Archive for March, 2008

Is it just me or does anyone else find mailing lists really annoying and somewhat aggressive?

Yes, I want to keep up to date with all of the latest news and opinions from the public library sector but I’d much rather have the opportunity to delve in and out of conversations at my own convenience. Although mailing lists offer to send posts in a variety of formats, e.g. digested, I just feel that online forums are a significantly superior communication tool.

Reasons why online forums are better

  • We can access forums at our own convenience, dipping in and out of conversations.
  • We can filter out the ‘noise’; like some of the ongoing ’round in circles’ discussions that have recently plagued one of the mailing lists I subscribe to.
  • They’re a much more attractive communication platform for new professionals – there’s a lot of pressure to think that one of your musings will be delivered to the mailboxes of 2,000 or so subscribers; regardless of whether they are actually interested in your specific research area…much less stressful to think that the posts you upload to a bulletin board will be read by users casually browsing ‘topic’ and ‘sub-topic’ lists!
  • It’s so much easier to follow specific discussions as the communication flow is not interrupted by new messages appearing in your mailbox requesting your presence at forthcoming conferences…
  • Forums are simply much more user friendly, visually appealing and efficient; not to mention a better ‘fit’ for our Web 2.0 social networking life!

But that’s just my opinion…


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I’ve recently observed a rise in posts about ‘social networking’ on the various public library mailing lists, professional journals, blogs and newspapers that I subscribe to. Wikipedia aside, Facebook seems to provoke the most heated debate amongst librarians discussing Web 2.0. Undoubtedly, social networking is a key element of 21st century online life, but is it appropriate for public libraries to occupy a space in this type of community?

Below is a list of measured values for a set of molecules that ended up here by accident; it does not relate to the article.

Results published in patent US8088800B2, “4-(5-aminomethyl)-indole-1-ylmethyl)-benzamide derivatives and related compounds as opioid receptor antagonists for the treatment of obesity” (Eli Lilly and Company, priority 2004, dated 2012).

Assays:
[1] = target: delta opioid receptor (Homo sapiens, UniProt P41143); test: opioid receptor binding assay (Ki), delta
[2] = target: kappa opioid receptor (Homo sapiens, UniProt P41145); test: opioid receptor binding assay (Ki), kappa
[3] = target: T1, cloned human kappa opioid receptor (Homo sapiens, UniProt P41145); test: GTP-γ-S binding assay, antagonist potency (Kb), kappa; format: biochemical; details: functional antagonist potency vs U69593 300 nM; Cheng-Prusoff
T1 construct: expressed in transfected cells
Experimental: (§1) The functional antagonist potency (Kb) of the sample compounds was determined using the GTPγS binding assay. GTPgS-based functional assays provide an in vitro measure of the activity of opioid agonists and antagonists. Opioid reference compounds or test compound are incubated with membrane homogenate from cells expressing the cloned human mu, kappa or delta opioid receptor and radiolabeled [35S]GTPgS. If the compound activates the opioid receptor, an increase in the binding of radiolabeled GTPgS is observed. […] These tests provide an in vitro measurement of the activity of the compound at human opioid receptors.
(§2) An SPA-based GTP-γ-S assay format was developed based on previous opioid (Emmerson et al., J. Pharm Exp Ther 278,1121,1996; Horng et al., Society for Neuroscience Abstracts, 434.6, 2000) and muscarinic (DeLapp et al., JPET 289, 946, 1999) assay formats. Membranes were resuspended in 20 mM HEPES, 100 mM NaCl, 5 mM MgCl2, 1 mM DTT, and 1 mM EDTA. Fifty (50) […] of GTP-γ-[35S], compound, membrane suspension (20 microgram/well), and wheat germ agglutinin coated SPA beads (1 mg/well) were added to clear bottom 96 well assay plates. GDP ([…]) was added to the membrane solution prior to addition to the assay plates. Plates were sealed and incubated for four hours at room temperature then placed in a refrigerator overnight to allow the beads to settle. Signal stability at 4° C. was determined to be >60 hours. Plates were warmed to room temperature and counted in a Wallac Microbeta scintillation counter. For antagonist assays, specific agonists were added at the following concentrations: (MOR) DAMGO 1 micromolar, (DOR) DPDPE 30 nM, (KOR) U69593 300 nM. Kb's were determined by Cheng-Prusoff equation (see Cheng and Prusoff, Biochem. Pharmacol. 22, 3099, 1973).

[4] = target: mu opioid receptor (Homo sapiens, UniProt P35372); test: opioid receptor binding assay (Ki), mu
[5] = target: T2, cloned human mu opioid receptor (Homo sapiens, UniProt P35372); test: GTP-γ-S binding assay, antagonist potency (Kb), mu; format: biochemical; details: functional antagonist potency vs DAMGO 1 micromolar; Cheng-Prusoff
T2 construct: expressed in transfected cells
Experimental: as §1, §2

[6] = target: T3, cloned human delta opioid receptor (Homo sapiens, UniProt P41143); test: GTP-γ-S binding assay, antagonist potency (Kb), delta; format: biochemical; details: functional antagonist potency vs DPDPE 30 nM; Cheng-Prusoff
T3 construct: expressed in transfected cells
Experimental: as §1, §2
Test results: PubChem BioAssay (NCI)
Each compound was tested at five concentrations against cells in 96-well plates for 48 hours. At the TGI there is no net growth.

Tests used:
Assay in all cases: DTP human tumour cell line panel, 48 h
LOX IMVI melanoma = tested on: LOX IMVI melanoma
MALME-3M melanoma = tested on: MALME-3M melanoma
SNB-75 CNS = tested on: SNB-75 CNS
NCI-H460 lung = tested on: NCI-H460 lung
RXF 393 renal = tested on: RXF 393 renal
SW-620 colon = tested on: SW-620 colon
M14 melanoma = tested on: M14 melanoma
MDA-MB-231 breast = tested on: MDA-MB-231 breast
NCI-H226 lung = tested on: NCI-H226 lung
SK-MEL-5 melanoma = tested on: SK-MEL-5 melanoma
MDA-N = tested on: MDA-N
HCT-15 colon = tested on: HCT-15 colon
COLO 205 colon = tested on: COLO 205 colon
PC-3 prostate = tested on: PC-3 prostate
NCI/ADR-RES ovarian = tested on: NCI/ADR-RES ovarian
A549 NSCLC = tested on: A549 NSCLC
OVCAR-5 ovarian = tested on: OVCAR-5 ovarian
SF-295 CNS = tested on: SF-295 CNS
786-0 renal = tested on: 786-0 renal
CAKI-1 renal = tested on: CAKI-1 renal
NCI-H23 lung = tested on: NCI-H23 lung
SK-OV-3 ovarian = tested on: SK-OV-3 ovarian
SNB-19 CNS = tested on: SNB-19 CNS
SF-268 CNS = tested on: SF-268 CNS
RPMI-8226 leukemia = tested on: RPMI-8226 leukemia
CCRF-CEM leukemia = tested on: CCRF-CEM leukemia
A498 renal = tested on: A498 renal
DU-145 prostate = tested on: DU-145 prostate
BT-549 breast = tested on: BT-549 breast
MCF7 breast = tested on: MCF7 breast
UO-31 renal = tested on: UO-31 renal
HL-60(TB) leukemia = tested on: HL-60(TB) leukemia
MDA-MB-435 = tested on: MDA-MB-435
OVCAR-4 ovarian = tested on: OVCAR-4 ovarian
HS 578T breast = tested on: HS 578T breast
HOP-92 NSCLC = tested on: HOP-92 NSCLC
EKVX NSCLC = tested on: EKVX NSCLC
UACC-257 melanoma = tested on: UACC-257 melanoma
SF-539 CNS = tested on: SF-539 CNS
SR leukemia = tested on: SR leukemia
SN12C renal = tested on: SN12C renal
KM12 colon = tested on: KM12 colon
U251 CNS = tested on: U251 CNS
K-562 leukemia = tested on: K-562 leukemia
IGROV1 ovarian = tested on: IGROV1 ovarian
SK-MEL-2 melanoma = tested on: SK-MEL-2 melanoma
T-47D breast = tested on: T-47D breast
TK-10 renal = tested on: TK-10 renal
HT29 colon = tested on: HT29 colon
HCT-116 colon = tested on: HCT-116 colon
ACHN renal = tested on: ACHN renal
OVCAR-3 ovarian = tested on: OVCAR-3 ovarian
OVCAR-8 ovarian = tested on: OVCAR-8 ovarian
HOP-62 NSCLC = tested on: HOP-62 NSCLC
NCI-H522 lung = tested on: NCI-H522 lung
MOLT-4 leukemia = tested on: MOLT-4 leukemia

East Renfrewshire Council
Facebook offers public libraries an opportunity to exploit a relatively cost effective marketing tool to promote services; interact with existing users and deliver an additional access point, suitable for reaching potential new users. East Renfrewshire Council in Scotland was the first in the UK to launch Facebook pages for all of their libraries . The Scotsman featured an interesting editorial piece about the launch and SLAINTE promoted the story on their website.

Conflicting Views?
Despite this positive publicity, there still appears to be little consensus on whether other local authorities should fully embrace Facebook. As Tony Durcan observed in a recent article in Library & Information Review (March 2008, Vol 7(3):

“…there is absolutely no national leadership on the digital future of public libraries”.

In fact, I find it incredibly confusing and worrying that some authorities in Scotland have banned the use of all social networking sites for a variety of reasons; fear that employees would waste time online or that library users would be exposed unnecessarily to commercial advertisements, or, perhaps, as I suspect, as the result of a lack of knowledge and expertise at a higher level?

To ban or embrace?
Whatever the reason, would it not be a better idea to educate users and staff about the proper use of social networking, rather than banning the concept entirely? As far as I can tell, East Renfrewshire have done just that, by attempting to address issues such as:

  • protecting personal data online
  • adopting appropriate online communication skills
  • creating awareness that online ads are just like newspaper and TV ads; they are no way endorsed by the Facebook account holder (i.e. the Council)
  • staff training to ensure Library Assistants understand the basics of the service and can help users to create their own profiles, join groups and network, should they wish.

Thoughts for the future
I think it’s time to establish a set of national guidelines and a best practice toolkit to ensure that the strong presence of public libraries in our physical communities is replicated effectively and appropriately in virtual communities online.

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